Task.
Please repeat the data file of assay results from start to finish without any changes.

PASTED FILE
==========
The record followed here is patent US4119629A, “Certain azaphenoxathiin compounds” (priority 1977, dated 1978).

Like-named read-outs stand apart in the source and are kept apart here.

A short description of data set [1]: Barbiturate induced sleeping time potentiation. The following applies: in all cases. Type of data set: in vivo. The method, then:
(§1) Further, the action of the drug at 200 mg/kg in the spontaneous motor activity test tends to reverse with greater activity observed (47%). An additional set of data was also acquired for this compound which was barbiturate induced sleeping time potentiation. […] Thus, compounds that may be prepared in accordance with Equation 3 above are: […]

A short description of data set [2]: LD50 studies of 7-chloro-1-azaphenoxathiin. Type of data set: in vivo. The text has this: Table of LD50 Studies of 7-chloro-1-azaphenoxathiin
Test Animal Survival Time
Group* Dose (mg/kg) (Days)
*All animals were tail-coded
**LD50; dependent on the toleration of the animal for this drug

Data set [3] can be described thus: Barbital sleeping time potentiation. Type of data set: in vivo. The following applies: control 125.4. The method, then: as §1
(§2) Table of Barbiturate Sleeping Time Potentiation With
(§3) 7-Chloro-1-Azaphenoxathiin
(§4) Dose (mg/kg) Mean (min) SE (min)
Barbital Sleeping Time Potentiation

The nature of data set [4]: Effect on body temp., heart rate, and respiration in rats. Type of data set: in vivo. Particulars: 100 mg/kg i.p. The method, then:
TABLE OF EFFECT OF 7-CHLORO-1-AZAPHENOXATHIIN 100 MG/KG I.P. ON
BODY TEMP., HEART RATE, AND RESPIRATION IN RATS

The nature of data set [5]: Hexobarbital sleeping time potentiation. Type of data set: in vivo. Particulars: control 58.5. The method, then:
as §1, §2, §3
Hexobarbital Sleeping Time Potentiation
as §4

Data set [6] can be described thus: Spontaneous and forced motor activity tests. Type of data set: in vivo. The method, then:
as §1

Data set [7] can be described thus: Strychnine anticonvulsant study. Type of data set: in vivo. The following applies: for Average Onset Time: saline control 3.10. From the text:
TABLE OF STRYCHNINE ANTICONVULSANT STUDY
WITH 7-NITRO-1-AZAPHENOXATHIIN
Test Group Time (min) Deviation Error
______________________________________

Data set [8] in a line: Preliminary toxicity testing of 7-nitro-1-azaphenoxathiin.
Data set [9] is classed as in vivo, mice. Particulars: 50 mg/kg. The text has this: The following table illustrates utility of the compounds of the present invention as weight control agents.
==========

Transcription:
The record followed here is patent US4119629A, “Certain azaphenoxathiin compounds” (priority 1977, dated 1978).

Like-named read-outs stand apart in the source and are kept apart here.

A short description of data set [1]: Barbiturate induced sleeping time potentiation. The following applies: in all cases. Type of data set: in vivo. The method, then:
(§1) Further, the action of the drug at 200 mg/kg in the spontaneous motor activity test tends to reverse with greater activity observed (47%). An additional set of data was also acquired for this compound which was barbiturate induced sleeping time potentiation. […] Thus, compounds that may be prepared in accordance with Equation 3 above are: […]

A short description of data set [2]: LD50 studies of 7-chloro-1-azaphenoxathiin. Type of data set: in vivo. The text has this: Table of LD50 Studies of 7-chloro-1-azaphenoxathiin
Test Animal Survival Time
Group* Dose (mg/kg) (Days)
*All animals were tail-coded
**LD50; dependent on the toleration of the animal for this drug

Data set [3] can be described thus: Barbital sleeping time potentiation. Type of data set: in vivo. The following applies: control 125.4. The method, then: as §1
(§2) Table of Barbiturate Sleeping Time Potentiation With
(§3) 7-Chloro-1-Azaphenoxathiin
(§4) Dose (mg/kg) Mean (min) SE (min)
Barbital Sleeping Time Potentiation

The nature of data set [4]: Effect on body temp., heart rate, and respiration in rats. Type of data set: in vivo. Particulars: 100 mg/kg i.p. The method, then:
TABLE OF EFFECT OF 7-CHLORO-1-AZAPHENOXATHIIN 100 MG/KG I.P. ON
BODY TEMP., HEART RATE, AND RESPIRATION IN RATS

The nature of data set [5]: Hexobarbital sleeping time potentiation. Type of data set: in vivo. Particulars: control 58.5. The method, then:
as §1, §2, §3
Hexobarbital Sleeping Time Potentiation
as §4

Data set [6] can be described thus: Spontaneous and forced motor activity tests. Type of data set: in vivo. The method, then:
as §1

Data set [7] can be described thus: Strychnine anticonvulsant study. Type of data set: in vivo. The following applies: for Average Onset Time: saline control 3.10. From the text:
TABLE OF STRYCHNINE ANTICONVULSANT STUDY
WITH 7-NITRO-1-AZAPHENOXATHIIN
Test Group Time (min) Deviation Error
______________________________________

Data set [8] in a line: Preliminary toxicity testing of 7-nitro-1-azaphenoxathiin.
Data set [9] is classed as in vivo, mice. Particulars: 50 mg/kg. The text has this: The following table illustrates utility of the compounds of the present invention as weight control agents.